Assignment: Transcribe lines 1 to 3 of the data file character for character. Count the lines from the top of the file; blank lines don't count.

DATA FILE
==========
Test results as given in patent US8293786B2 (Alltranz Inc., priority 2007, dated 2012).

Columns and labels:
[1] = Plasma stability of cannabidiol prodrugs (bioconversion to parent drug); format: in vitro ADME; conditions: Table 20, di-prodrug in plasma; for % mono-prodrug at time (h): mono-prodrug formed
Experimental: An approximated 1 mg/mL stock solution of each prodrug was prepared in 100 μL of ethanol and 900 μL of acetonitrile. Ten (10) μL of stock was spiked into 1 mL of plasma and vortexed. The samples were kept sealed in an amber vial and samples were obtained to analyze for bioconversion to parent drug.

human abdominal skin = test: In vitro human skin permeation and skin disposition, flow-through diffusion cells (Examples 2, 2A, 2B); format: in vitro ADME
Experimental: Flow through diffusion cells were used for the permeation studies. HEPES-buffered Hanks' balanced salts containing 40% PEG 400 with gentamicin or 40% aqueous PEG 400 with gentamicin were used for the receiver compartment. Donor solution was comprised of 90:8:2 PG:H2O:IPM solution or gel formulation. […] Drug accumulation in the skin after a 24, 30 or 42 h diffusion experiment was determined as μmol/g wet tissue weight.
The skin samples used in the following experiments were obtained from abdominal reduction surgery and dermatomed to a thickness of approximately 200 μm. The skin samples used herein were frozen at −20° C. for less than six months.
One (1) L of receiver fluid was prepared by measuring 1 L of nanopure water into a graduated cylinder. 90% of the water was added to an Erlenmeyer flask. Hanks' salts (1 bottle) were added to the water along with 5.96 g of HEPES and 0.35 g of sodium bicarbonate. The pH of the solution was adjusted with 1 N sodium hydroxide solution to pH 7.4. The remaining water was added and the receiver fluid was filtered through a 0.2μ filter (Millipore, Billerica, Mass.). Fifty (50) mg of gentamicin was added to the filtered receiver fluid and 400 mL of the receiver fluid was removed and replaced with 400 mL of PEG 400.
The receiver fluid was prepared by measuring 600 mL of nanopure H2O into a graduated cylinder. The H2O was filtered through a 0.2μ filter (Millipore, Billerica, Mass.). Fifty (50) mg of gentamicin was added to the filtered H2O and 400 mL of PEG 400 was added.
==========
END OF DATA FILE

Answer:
Test results as given in patent US8293786B2 (Alltranz Inc., priority 2007, dated 2012).

Columns and labels:
[1] = Plasma stability of cannabidiol prodrugs (bioconversion to parent drug); format: in vitro ADME; conditions: Table 20, di-prodrug in plasma; for % mono-prodrug at time (h): mono-prodrug formed